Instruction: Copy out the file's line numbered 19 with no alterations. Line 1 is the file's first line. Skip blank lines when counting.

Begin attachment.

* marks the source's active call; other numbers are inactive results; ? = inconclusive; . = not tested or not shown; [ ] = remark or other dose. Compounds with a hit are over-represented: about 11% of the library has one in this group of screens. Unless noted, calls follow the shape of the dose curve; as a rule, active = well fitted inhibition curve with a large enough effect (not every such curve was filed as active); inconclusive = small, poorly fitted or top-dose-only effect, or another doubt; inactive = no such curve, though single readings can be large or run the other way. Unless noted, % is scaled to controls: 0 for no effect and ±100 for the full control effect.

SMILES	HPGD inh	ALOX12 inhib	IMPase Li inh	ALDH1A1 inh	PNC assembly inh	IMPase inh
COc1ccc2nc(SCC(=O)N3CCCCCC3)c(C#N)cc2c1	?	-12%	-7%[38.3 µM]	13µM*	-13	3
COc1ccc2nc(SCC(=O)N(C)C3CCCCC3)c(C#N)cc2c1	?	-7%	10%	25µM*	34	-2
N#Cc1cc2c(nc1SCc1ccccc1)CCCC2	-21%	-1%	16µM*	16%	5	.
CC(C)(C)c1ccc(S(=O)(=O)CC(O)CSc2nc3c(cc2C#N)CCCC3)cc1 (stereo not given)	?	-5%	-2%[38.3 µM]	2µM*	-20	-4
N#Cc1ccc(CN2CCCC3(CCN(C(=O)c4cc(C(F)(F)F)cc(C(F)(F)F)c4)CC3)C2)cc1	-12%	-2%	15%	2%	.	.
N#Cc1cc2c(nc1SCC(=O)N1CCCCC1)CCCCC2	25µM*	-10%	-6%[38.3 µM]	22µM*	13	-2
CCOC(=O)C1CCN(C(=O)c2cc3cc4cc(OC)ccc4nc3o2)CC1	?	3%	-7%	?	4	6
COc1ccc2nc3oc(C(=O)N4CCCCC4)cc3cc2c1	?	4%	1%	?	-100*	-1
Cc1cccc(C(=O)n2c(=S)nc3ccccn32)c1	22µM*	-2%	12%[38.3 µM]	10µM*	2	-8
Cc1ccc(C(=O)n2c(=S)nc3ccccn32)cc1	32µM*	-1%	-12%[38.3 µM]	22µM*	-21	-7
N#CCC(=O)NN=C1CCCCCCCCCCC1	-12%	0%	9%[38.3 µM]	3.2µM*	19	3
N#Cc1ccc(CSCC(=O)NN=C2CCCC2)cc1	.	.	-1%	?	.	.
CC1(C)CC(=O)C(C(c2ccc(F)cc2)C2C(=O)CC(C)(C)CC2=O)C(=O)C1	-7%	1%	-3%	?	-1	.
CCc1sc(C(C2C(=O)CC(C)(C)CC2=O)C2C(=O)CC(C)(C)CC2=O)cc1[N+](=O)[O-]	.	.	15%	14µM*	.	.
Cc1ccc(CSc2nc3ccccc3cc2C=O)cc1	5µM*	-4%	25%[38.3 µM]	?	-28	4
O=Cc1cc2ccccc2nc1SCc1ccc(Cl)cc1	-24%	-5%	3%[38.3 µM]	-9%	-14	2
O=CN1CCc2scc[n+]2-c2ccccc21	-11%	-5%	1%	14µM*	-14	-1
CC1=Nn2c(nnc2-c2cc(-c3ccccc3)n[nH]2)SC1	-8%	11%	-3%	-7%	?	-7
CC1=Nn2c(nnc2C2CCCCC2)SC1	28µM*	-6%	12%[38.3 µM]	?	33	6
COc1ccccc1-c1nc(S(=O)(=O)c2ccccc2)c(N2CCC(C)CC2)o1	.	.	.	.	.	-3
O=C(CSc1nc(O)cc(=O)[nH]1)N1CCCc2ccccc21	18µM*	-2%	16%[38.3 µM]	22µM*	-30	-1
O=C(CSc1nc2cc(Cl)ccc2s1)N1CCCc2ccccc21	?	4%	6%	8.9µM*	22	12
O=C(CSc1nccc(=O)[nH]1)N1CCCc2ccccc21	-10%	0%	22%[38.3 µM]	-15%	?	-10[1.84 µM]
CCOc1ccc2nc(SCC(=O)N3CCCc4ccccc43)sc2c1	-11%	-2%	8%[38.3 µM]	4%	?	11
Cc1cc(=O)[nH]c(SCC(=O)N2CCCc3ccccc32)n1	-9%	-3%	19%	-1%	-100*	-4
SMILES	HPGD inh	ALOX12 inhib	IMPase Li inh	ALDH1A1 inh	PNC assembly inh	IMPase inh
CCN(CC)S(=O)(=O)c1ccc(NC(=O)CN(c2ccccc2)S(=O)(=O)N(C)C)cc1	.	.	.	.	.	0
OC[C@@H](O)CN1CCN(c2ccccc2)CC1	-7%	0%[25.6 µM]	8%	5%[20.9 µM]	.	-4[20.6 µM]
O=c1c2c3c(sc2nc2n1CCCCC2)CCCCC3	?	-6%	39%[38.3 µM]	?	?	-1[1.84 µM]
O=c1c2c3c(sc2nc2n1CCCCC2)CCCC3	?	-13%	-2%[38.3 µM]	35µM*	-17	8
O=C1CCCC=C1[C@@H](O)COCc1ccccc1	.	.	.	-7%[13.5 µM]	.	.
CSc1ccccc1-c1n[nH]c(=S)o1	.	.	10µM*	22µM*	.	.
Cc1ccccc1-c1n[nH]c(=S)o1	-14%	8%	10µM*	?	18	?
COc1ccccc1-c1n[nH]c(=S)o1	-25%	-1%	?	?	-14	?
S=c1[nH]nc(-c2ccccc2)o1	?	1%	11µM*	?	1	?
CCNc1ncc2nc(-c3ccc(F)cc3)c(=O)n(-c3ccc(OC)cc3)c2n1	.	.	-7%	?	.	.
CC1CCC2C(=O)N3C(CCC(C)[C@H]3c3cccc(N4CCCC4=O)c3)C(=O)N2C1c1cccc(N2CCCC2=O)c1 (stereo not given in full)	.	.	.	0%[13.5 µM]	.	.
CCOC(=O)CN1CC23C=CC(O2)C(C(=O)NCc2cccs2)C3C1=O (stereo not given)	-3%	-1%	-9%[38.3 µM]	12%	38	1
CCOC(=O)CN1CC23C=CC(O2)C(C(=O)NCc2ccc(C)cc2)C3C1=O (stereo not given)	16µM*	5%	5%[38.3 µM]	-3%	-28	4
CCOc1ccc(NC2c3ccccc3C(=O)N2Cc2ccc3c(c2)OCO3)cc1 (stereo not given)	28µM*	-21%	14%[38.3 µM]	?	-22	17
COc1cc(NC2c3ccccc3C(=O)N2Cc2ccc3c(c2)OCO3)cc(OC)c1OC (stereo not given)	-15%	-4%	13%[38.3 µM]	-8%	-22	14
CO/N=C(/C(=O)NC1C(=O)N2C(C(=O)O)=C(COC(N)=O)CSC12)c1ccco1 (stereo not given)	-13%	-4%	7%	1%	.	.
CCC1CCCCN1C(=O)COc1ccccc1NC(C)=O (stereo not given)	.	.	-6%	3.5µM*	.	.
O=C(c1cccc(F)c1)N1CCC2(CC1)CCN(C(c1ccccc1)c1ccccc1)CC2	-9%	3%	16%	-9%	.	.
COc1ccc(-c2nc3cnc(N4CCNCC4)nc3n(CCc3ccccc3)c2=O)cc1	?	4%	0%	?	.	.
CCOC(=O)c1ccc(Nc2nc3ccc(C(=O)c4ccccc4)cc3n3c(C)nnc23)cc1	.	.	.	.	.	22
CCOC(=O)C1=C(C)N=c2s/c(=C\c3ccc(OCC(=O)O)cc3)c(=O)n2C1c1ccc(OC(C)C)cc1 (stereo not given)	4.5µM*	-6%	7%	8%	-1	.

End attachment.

O=CN1CCc2scc[n+]2-c2ccccc21	-11%	-5%	1%	14µM*	-14	-1